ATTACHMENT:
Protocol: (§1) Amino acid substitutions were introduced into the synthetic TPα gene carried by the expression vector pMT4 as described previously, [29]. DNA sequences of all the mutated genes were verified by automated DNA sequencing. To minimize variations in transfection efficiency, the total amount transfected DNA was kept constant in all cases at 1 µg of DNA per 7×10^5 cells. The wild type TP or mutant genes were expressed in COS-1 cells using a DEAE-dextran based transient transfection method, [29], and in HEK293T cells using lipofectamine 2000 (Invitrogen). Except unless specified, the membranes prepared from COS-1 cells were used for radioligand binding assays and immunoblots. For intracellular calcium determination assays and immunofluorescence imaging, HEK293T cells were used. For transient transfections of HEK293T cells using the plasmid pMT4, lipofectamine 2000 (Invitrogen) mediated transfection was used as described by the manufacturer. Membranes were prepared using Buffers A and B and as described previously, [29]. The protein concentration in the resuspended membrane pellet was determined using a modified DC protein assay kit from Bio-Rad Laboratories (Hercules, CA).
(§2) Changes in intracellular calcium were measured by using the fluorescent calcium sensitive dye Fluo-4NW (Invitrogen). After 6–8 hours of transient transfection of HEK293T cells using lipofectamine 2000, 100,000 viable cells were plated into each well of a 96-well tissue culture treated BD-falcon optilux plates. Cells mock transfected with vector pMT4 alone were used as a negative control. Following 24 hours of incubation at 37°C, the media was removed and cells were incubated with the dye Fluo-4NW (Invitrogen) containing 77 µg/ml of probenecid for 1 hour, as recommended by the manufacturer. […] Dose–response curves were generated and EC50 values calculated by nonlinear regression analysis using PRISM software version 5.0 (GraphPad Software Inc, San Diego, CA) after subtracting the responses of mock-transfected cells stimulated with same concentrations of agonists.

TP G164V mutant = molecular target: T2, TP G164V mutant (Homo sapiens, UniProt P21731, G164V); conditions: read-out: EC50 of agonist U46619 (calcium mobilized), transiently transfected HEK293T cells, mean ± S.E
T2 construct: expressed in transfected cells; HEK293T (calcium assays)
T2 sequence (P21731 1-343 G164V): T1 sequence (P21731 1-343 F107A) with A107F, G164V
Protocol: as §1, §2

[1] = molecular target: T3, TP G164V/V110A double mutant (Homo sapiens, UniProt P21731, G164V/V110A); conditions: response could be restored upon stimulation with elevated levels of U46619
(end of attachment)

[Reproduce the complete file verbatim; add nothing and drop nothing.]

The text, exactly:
Protocol: (§1) Amino acid substitutions were introduced into the synthetic TPα gene carried by the expression vector pMT4 as described previously, [29]. DNA sequences of all the mutated genes were verified by automated DNA sequencing. To minimize variations in transfection efficiency, the total amount transfected DNA was kept constant in all cases at 1 µg of DNA per 7×10^5 cells. The wild type TP or mutant genes were expressed in COS-1 cells using a DEAE-dextran based transient transfection method, [29], and in HEK293T cells using lipofectamine 2000 (Invitrogen). Except unless specified, the membranes prepared from COS-1 cells were used for radioligand binding assays and immunoblots. For intracellular calcium determination assays and immunofluorescence imaging, HEK293T cells were used. For transient transfections of HEK293T cells using the plasmid pMT4, lipofectamine 2000 (Invitrogen) mediated transfection was used as described by the manufacturer. Membranes were prepared using Buffers A and B and as described previously, [29]. The protein concentration in the resuspended membrane pellet was determined using a modified DC protein assay kit from Bio-Rad Laboratories (Hercules, CA).
(§2) Changes in intracellular calcium were measured by using the fluorescent calcium sensitive dye Fluo-4NW (Invitrogen). After 6–8 hours of transient transfection of HEK293T cells using lipofectamine 2000, 100,000 viable cells were plated into each well of a 96-well tissue culture treated BD-falcon optilux plates. Cells mock transfected with vector pMT4 alone were used as a negative control. Following 24 hours of incubation at 37°C, the media was removed and cells were incubated with the dye Fluo-4NW (Invitrogen) containing 77 µg/ml of probenecid for 1 hour, as recommended by the manufacturer. […] Dose–response curves were generated and EC50 values calculated by nonlinear regression analysis using PRISM software version 5.0 (GraphPad Software Inc, San Diego, CA) after subtracting the responses of mock-transfected cells stimulated with same concentrations of agonists.

TP G164V mutant = molecular target: T2, TP G164V mutant (Homo sapiens, UniProt P21731, G164V); conditions: read-out: EC50 of agonist U46619 (calcium mobilized), transiently transfected HEK293T cells, mean ± S.E
T2 construct: expressed in transfected cells; HEK293T (calcium assays)
T2 sequence (P21731 1-343 G164V): T1 sequence (P21731 1-343 F107A) with A107F, G164V
Protocol: as §1, §2

[1] = molecular target: T3, TP G164V/V110A double mutant (Homo sapiens, UniProt P21731, G164V/V110A); conditions: response could be restored upon stimulation with elevated levels of U46619